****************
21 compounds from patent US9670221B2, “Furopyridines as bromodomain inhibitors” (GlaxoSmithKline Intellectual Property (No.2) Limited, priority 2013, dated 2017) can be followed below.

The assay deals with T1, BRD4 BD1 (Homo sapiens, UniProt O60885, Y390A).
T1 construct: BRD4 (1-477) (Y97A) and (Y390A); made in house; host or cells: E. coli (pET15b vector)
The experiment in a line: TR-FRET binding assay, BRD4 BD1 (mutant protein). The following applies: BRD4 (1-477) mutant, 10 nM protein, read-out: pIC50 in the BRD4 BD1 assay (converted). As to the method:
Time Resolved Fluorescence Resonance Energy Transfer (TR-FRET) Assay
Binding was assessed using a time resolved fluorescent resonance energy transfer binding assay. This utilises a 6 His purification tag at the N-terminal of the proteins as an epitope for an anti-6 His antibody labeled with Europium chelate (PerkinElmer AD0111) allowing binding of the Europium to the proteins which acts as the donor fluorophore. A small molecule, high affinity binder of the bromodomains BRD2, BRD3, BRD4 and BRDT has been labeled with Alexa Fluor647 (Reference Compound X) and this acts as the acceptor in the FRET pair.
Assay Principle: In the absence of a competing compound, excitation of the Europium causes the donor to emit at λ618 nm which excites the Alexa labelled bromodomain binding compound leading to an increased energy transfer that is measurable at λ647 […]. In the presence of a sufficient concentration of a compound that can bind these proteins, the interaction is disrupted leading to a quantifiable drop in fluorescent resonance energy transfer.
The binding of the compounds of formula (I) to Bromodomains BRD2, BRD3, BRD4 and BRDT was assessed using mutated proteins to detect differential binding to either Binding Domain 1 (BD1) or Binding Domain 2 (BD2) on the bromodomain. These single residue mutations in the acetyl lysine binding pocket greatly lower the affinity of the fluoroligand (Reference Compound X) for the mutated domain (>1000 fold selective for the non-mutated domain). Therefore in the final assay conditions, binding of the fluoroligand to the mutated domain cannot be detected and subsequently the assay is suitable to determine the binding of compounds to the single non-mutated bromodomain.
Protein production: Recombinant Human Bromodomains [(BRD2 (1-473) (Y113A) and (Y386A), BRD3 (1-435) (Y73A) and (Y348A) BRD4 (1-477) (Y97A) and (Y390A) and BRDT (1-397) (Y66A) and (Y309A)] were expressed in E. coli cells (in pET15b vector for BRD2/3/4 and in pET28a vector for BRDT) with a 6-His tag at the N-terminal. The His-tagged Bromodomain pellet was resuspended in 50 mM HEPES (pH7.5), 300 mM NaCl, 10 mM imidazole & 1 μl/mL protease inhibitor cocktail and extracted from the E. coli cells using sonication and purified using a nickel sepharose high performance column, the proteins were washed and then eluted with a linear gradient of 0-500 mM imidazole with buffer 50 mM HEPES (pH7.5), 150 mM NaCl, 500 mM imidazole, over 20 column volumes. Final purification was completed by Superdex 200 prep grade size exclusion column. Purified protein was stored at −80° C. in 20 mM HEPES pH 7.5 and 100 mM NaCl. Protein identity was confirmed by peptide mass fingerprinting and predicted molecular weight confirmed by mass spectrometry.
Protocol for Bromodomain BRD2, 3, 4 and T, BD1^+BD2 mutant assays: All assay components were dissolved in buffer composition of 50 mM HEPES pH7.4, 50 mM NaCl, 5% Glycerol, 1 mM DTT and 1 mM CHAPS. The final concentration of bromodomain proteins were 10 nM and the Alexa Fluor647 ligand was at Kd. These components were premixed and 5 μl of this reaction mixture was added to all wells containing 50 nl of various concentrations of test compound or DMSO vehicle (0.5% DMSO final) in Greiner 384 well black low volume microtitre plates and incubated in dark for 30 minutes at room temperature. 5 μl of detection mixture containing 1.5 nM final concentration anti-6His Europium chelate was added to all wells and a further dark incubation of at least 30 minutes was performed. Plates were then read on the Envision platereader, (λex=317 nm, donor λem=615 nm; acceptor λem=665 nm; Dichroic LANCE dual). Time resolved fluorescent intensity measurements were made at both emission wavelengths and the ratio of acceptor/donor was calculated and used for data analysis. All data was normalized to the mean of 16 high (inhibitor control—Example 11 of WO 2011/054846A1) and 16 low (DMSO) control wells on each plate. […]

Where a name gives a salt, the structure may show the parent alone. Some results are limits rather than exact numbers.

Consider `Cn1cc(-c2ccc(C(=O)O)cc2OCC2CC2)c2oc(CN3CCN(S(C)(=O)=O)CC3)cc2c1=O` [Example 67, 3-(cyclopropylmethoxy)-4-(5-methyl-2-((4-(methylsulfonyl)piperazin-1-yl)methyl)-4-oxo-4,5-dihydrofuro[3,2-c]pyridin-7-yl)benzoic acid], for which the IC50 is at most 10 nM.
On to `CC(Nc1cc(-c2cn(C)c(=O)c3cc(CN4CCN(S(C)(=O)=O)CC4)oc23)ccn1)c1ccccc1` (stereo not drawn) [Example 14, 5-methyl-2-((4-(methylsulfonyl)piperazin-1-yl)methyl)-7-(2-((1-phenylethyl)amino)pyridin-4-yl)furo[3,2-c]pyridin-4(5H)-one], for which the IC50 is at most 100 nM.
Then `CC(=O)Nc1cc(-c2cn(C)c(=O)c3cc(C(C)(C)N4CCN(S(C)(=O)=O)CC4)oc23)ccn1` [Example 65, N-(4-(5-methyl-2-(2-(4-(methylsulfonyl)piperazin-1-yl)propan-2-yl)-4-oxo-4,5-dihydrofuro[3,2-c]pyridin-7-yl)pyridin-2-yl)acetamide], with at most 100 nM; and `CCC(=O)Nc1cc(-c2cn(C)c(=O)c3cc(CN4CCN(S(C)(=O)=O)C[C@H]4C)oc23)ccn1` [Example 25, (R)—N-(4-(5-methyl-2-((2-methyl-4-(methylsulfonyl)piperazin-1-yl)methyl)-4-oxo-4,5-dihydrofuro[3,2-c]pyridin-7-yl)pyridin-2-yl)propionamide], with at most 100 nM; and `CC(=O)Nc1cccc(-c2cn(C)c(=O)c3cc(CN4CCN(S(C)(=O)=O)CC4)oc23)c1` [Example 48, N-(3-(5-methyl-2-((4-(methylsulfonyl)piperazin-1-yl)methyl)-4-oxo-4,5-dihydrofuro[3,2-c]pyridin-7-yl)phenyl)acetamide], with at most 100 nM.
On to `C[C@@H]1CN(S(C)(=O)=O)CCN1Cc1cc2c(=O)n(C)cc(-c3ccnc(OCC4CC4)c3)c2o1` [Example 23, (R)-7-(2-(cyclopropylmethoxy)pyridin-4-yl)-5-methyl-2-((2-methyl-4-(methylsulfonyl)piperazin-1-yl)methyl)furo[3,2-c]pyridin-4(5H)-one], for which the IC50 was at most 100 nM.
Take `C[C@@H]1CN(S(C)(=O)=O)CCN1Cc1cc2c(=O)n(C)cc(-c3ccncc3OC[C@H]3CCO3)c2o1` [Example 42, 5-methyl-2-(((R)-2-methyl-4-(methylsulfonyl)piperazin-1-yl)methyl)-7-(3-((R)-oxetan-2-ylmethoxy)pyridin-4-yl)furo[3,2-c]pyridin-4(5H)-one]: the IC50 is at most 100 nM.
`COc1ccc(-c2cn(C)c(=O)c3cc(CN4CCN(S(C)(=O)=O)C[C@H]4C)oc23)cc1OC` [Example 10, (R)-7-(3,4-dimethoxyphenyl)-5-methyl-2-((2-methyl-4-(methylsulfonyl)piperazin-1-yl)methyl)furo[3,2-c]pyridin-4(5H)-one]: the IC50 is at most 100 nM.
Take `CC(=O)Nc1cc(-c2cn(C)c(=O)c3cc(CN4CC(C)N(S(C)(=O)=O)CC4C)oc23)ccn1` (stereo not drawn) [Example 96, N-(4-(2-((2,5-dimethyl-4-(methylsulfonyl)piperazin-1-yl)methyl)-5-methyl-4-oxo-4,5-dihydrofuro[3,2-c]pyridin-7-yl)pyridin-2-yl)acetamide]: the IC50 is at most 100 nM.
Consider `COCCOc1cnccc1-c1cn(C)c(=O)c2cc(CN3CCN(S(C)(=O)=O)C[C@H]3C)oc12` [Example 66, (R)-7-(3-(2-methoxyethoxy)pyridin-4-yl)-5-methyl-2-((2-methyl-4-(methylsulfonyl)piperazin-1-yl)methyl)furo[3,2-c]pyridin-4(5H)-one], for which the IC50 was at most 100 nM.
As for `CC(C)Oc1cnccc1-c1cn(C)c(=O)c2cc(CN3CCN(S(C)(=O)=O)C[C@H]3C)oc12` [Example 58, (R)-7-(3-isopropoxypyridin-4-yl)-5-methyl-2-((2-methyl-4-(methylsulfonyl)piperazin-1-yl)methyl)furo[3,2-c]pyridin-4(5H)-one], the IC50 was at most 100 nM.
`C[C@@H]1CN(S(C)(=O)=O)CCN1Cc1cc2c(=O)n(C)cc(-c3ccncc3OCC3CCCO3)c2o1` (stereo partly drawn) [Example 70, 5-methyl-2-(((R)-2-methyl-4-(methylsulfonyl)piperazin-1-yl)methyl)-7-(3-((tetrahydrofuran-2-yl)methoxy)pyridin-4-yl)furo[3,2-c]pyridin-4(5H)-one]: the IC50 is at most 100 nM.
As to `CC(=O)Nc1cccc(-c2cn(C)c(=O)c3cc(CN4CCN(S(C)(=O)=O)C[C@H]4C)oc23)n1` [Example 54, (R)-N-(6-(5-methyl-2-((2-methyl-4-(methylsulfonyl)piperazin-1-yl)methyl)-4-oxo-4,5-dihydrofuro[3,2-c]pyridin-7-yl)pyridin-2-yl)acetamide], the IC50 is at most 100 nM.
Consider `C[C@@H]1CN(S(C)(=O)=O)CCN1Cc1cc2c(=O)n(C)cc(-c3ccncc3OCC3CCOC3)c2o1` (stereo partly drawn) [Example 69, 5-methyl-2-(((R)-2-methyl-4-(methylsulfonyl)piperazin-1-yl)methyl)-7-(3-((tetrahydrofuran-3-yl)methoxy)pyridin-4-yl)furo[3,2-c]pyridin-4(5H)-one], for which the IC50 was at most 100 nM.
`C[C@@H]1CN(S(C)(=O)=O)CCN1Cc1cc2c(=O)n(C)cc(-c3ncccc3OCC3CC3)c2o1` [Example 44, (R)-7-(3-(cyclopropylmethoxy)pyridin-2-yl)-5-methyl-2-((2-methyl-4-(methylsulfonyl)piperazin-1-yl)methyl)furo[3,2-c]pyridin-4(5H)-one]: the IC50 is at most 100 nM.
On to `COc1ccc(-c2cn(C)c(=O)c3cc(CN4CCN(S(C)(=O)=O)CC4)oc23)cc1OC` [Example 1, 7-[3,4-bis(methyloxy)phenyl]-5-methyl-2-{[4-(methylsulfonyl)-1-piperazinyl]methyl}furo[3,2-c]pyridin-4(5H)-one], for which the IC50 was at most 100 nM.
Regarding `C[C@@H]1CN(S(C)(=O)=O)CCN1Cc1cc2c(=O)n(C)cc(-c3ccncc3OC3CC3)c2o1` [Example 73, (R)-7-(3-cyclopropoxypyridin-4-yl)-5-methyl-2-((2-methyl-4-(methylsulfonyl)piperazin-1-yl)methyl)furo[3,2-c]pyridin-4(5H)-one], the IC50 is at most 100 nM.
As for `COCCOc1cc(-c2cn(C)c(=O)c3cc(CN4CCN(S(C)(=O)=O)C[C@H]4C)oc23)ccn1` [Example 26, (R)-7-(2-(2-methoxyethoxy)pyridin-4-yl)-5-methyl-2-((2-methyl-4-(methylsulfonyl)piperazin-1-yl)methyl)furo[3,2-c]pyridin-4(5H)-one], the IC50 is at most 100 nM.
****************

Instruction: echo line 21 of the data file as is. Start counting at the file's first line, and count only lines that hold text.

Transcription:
`C[C@@H]1CN(S(C)(=O)=O)CCN1Cc1cc2c(=O)n(C)cc(-c3ccncc3OCC3CCCO3)c2o1` (stereo partly drawn) [Example 70, 5-methyl-2-(((R)-2-methyl-4-(methylsulfonyl)piperazin-1-yl)methyl)-7-(3-((tetrahydrofuran-2-yl)methoxy)pyridin-4-yl)furo[3,2-c]pyridin-4(5H)-one]: the IC50 is at most 100 nM.